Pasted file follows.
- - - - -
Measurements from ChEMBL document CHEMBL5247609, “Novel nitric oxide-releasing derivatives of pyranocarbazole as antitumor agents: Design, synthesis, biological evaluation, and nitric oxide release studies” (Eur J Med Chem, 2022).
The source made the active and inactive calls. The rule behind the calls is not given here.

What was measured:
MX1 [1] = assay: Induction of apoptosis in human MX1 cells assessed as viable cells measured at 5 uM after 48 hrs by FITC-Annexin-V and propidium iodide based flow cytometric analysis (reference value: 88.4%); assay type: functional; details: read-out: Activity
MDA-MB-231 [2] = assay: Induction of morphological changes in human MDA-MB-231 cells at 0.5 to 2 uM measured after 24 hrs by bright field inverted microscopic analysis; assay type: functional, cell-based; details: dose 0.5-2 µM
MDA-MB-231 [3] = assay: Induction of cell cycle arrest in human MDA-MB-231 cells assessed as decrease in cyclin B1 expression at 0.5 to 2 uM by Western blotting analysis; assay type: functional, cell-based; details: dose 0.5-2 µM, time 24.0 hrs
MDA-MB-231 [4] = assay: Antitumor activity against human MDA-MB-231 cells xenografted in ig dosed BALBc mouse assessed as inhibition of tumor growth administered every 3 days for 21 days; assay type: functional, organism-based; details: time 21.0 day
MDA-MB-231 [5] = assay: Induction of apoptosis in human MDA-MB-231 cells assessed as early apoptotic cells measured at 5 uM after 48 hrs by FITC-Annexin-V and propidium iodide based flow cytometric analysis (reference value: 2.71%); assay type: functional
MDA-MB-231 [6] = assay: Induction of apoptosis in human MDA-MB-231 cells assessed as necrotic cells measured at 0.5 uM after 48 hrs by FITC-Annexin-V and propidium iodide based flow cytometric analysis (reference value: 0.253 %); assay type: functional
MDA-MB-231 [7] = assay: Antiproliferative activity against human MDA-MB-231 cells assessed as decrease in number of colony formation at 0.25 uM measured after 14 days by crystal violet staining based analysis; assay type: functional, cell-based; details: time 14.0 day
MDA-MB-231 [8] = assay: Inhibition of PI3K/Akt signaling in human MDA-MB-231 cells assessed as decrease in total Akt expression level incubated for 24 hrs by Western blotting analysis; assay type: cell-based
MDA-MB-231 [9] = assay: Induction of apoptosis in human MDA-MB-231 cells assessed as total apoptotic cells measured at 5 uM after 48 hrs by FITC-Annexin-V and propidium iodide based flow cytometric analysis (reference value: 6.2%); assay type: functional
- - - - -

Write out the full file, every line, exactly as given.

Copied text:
Measurements from ChEMBL document CHEMBL5247609, “Novel nitric oxide-releasing derivatives of pyranocarbazole as antitumor agents: Design, synthesis, biological evaluation, and nitric oxide release studies” (Eur J Med Chem, 2022).
The source made the active and inactive calls. The rule behind the calls is not given here.

What was measured:
MX1 [1] = assay: Induction of apoptosis in human MX1 cells assessed as viable cells measured at 5 uM after 48 hrs by FITC-Annexin-V and propidium iodide based flow cytometric analysis (reference value: 88.4%); assay type: functional; details: read-out: Activity
MDA-MB-231 [2] = assay: Induction of morphological changes in human MDA-MB-231 cells at 0.5 to 2 uM measured after 24 hrs by bright field inverted microscopic analysis; assay type: functional, cell-based; details: dose 0.5-2 µM
MDA-MB-231 [3] = assay: Induction of cell cycle arrest in human MDA-MB-231 cells assessed as decrease in cyclin B1 expression at 0.5 to 2 uM by Western blotting analysis; assay type: functional, cell-based; details: dose 0.5-2 µM, time 24.0 hrs
MDA-MB-231 [4] = assay: Antitumor activity against human MDA-MB-231 cells xenografted in ig dosed BALBc mouse assessed as inhibition of tumor growth administered every 3 days for 21 days; assay type: functional, organism-based; details: time 21.0 day
MDA-MB-231 [5] = assay: Induction of apoptosis in human MDA-MB-231 cells assessed as early apoptotic cells measured at 5 uM after 48 hrs by FITC-Annexin-V and propidium iodide based flow cytometric analysis (reference value: 2.71%); assay type: functional
MDA-MB-231 [6] = assay: Induction of apoptosis in human MDA-MB-231 cells assessed as necrotic cells measured at 0.5 uM after 48 hrs by FITC-Annexin-V and propidium iodide based flow cytometric analysis (reference value: 0.253 %); assay type: functional
MDA-MB-231 [7] = assay: Antiproliferative activity against human MDA-MB-231 cells assessed as decrease in number of colony formation at 0.25 uM measured after 14 days by crystal violet staining based analysis; assay type: functional, cell-based; details: time 14.0 day
MDA-MB-231 [8] = assay: Inhibition of PI3K/Akt signaling in human MDA-MB-231 cells assessed as decrease in total Akt expression level incubated for 24 hrs by Western blotting analysis; assay type: cell-based
MDA-MB-231 [9] = assay: Induction of apoptosis in human MDA-MB-231 cells assessed as total apoptotic cells measured at 5 uM after 48 hrs by FITC-Annexin-V and propidium iodide based flow cytometric analysis (reference value: 6.2%); assay type: functional